Paprika (or Pimenton) is a superb, bright red spice used in traditional Spanish cooking.  There are several different types of Paprika; namely spicy, sweet, smoked or combinations of the above.  Paprika is made from dried and ground red chillis, traditionally peppers were dried under the sun.  One of the finest areas for Paprika in Spain is Murcia, the region that we call home.

Jane under Spanish skies

Jane under Spanish skies, Puerto Mazzaron

Categories: Recipes, Soups, Vegan | Tags: , , , , , , , , , , | 2 Comments

El Limonar Stew – A Taste of the Spanish Sun

The 'El Limonar'

The ‘El Limonar’ is not an everyday stew.  It reflects the culture and produce of a special little corner of Spain, the Costa Calida.

This dish that would suit any occasion this summertime, especially a special time when you are eating outside in the sunshine with the people who you love, a time when you are planning to open a few bottles of good wine (it is a Spanish stew after all!) and let the world just pass you by.

‘El Limonar’ is the name of the place my parents have in Spain, its near Cartagena, Murcia, for me it is one of the worlds most beautiful and relaxing places.  The lifestyle in Spain is slow, steeped in history, with much fiesta and siesta.  Relaxing is a way of life and food and drink play a major role in everyday life and traditional celebrations.

When I am in Spain, more than anywhere else in the world, I can happily revert to the wise words below:

‘Sólo un idiota puede ser totalmente feliz.’

‘Only an idiot can be totally happy.’

Mario Vargas Llosa

The Mediterranean sun brings life to the dry red earth.   Murcia is the hottest and driest region in Spain, but the local farmers use a lot of new technology and plenty of old world know-how to make the most of the parched land.  The area is covered with lemon, almond and olive trees, many old and gnarled.  A whole host of incredible local produce blooms with stunning flavours.  This stew combines many of these treats, most notably the sweet and smoky local pimenton (paprika).  We use Coato Paprika, an excellent local co-operative (http://www.coato.com/en/about-coato/).  The figs and almonds reflect the Moorish (North African) influence who were here for hundreds of years.  You can hear the sound of North Africa in every flamenco song.

Being a veggie in Spain is tough, we eat at home most of the time, using the produce from the local markets.  Old men and women gather every Sunday in a car park down at  the port and sell their crops.  We have our favourite olive lady, pepper man, spice mama, knife gypsy, Moroccan mint seller etcetc.  There are an array of characters and smiles.  I love to browse a good market.  It is also very cheap, which makes it that touch more satisfying.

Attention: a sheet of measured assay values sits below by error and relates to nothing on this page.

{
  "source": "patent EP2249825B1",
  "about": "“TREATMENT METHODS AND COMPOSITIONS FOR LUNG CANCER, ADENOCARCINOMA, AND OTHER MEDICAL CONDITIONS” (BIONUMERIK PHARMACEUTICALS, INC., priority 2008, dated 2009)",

The occasion for the ‘El Limonar’ was a visit from Rob and Linda.  They are super foodies who we met in a local cafe.  These shiny people deserved a treat so I put together this deluxe version of one of my tried and tested simmered chickpea recipes.

The technique is to simmer the chickpeas down until only a little stock remains (chickpea stock is delicious, almost beefy!) then begin to add the ingredients.  I find this retains a lot of flavour and gently cooks everything.  This stew did have some added roast vegetables, but it was most definitely a special occasion.

The best way to recreate this is in a colder country is to buy as much organic produce as possible.  Beautifully ripe tomatoes and a good quality Spanish paprika will give this dish a real taste of the Med!

Local Murcian Pimenton from Coato Cooperative, Totana

This is enough for 4 with plenty for lunch the next day (we are bulk cookers at  the B.H.K).

The Bits

5 cups of fat chickpeas (pre-soaked overnight), 1 bay leaf, good veg stock (enough to cover the chickpeas in the pan by 1 inch, maybe 1 litre), one big red onion (all veg chopped into interesting looking chunks), 1 large sweet red pepper, 1 aubergine, 1 courgette, 5 sweet tomatoes, 1 handful of cherry tomatoes, 6 sundried tomatos, 5 cloves of garlic (finely chopped), 2 tbs Coato paprika, 1 big glass of Spanish red wine (for authenticity), 1 sprig of rosemary, 2 teas of thyme, zest and juice of one large unwaxed lemon, 2 smoked dried peppers (if you can get your hands on them), 1 handful of roasted unsalted almonds (soaked overnight), 1 good handful of chopped dried figs, 1 good handful of pitted green olives (preferably manzanilla), chopped mint, coriander and parsley, s + p, olive oil to start and finish.